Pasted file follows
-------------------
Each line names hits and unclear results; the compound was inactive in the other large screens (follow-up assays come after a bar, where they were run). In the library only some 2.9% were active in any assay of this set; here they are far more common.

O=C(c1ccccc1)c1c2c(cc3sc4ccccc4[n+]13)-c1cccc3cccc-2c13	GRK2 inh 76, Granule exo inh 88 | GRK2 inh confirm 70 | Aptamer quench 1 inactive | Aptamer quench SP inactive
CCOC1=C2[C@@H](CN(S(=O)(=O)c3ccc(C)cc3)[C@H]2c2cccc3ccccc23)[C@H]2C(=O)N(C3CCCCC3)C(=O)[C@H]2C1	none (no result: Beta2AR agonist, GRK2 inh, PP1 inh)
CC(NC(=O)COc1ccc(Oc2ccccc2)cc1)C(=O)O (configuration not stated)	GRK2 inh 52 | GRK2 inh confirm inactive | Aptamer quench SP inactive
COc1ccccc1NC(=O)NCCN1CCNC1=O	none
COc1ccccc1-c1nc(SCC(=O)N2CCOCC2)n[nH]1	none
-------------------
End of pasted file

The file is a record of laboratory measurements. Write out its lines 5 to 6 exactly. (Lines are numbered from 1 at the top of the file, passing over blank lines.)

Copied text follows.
COc1ccccc1NC(=O)NCCN1CCNC1=O	none
COc1ccccc1-c1nc(SCC(=O)N2CCOCC2)n[nH]1	none